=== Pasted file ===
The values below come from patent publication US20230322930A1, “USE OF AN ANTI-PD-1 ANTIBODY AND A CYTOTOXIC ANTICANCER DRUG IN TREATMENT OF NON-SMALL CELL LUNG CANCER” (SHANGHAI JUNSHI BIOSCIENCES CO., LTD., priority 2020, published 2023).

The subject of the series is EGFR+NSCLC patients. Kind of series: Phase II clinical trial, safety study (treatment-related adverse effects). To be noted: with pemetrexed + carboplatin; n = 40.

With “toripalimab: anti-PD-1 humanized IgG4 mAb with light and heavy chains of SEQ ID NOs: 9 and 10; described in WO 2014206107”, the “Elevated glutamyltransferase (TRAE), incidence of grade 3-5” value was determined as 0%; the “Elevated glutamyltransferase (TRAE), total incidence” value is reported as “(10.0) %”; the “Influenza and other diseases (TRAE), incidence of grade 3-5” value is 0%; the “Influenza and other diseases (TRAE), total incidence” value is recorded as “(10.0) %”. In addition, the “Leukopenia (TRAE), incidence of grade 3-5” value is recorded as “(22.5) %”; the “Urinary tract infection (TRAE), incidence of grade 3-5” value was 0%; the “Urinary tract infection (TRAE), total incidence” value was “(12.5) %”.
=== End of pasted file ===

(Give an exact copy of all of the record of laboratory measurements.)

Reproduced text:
The values below come from patent publication US20230322930A1, “USE OF AN ANTI-PD-1 ANTIBODY AND A CYTOTOXIC ANTICANCER DRUG IN TREATMENT OF NON-SMALL CELL LUNG CANCER” (SHANGHAI JUNSHI BIOSCIENCES CO., LTD., priority 2020, published 2023).

The subject of the series is EGFR+NSCLC patients. Kind of series: Phase II clinical trial, safety study (treatment-related adverse effects). To be noted: with pemetrexed + carboplatin; n = 40.

With “toripalimab: anti-PD-1 humanized IgG4 mAb with light and heavy chains of SEQ ID NOs: 9 and 10; described in WO 2014206107”, the “Elevated glutamyltransferase (TRAE), incidence of grade 3-5” value was determined as 0%; the “Elevated glutamyltransferase (TRAE), total incidence” value is reported as “(10.0) %”; the “Influenza and other diseases (TRAE), incidence of grade 3-5” value is 0%; the “Influenza and other diseases (TRAE), total incidence” value is recorded as “(10.0) %”. In addition, the “Leukopenia (TRAE), incidence of grade 3-5” value is recorded as “(22.5) %”; the “Urinary tract infection (TRAE), incidence of grade 3-5” value was 0%; the “Urinary tract infection (TRAE), total incidence” value was “(12.5) %”.